During the era of the judges, the Philistines became a serious threat to Israel. Seeking to expand their territory, they took land allotted to the tribe of Dan, forcing the Danites to move north (Judg. 13–16; 18:1). Today’s passage describes one confrontation with the Philistines during the period of the judges.
First Samuel 4:1 says that “Israel went out to battle against the Philistines,” and textual evidence from the Septuagint (the ancient Greek translation of the Old Testament) indicates that the Philistines were the aggressors. The Philistines defeated the Israelites, killing four thousand of Israel’s fighting men (v. 2). This prompted God’s people to ask, “Why has the LORD defeated us today before the Philistines?” (v. 3). Such a question evidences the high view of divine sovereignty in ancient Israel. The Scriptures tell us plainly that God stands behind all that ever happens. He does not do evil Himself, but even when bad things happen to God’s people, the Lord has guided the events according to His eternal plan, working out everything according to the counsel of His will (Dan. 2:20–21; Amos 3:6; Eph. 1:11; James 1:13–15).
The Israelites rightly understood that God was involved in their defeat. Yet, they came up with the wrong answer as to how to get the Lord to fight for them against the Philistines when they called for the ark of the covenant to be taken into battle (1 Sam. 4:3–4). The ark symbolized God’s footstool and represented His presence in the tabernacle and temple of Israel (Ex. 25:10–22). Moreover, Moses and Joshua carried it into war, with Joshua winning a decisive battle at Jericho when the ark was present (Num. 10:35–36; Josh. 6). The spiritual condition of Israel during the era of the judges was so bad, however, that they thought the mere presence of the ark would guarantee victory. But God’s gifts are not magical objects, and He does not bless the kind of flagrant disobedience that Israel was involved in at that point (1 Sam. 2:12–36). Thus, the Philistines defeated Israel and captured the ark (3:5–11).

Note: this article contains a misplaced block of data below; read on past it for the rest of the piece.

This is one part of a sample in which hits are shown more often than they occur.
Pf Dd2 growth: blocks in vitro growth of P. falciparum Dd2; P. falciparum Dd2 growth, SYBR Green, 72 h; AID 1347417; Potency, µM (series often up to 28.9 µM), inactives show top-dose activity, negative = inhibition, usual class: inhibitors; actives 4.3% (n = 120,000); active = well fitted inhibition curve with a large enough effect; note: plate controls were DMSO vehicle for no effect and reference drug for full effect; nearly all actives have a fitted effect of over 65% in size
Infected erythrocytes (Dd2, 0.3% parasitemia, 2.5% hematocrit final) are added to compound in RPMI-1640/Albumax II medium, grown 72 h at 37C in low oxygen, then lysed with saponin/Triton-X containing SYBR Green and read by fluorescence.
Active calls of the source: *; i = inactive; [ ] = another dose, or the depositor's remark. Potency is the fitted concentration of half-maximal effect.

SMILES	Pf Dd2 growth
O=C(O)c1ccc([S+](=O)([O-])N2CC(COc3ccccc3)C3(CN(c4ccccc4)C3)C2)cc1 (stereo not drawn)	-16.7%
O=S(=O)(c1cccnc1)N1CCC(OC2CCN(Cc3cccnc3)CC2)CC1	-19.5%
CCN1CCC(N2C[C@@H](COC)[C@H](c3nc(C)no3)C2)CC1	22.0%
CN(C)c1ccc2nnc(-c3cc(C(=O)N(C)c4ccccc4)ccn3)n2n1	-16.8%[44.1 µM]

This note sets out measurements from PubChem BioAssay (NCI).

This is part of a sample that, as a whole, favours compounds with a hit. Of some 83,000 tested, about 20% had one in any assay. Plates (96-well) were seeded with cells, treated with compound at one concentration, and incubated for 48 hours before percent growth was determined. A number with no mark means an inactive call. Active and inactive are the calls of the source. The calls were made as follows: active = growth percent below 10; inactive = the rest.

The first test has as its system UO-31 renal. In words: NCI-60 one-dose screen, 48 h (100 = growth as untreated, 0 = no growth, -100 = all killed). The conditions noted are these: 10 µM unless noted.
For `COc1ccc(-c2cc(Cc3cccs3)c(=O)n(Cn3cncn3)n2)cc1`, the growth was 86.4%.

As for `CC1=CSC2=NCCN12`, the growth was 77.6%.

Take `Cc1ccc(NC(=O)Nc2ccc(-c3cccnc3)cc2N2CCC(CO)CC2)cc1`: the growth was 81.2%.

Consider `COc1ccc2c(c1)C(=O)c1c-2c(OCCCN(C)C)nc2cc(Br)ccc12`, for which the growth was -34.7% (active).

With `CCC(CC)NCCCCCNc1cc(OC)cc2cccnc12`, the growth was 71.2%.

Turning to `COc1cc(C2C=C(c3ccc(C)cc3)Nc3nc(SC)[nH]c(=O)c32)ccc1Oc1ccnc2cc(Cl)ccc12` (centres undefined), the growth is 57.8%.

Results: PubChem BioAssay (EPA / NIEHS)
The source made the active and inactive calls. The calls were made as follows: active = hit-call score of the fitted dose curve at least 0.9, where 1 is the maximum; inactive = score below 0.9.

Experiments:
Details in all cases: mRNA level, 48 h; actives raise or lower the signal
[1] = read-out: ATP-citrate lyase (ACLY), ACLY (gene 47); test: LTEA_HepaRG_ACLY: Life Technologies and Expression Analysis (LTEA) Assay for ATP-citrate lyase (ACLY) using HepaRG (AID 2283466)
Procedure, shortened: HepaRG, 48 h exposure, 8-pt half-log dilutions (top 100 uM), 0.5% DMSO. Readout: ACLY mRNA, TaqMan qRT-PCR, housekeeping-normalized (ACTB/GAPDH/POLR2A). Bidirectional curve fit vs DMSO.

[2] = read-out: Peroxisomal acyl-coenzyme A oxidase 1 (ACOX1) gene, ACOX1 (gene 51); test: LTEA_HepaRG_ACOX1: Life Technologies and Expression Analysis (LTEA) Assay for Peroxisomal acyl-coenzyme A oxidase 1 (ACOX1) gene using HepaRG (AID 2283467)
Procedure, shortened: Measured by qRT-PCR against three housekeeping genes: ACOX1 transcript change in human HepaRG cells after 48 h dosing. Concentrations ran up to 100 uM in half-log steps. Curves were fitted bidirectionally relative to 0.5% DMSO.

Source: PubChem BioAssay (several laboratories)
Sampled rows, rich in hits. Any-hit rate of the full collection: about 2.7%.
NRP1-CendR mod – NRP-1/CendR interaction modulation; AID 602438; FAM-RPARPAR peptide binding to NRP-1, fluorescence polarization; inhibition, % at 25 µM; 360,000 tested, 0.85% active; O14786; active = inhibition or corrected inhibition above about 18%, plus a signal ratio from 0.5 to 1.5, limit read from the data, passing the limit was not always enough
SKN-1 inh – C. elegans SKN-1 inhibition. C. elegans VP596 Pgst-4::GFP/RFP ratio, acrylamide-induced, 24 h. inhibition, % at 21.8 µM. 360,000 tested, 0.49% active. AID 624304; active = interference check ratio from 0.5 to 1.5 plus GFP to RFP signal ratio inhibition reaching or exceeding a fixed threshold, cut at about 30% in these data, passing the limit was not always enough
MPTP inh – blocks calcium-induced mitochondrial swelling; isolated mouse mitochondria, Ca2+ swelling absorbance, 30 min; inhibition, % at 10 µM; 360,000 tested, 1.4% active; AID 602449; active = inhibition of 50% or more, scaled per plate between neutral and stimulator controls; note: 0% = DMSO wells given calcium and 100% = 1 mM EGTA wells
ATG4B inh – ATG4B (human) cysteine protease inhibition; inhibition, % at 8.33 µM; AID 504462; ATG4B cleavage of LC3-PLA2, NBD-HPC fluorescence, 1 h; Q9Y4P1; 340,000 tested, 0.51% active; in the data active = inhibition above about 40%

Sadly, we are not less immune to treating the things of God as magic tokens, to believing that doing the right things without the right heart can secure God’s blessing. Matthew Henry writes, “It is common for those that have estranged themselves from the vitals of religion to discover a great fondness for the rituals and external observances of it, for those that even deny the power of godliness not only to have, but to have in admiration, the form of it.”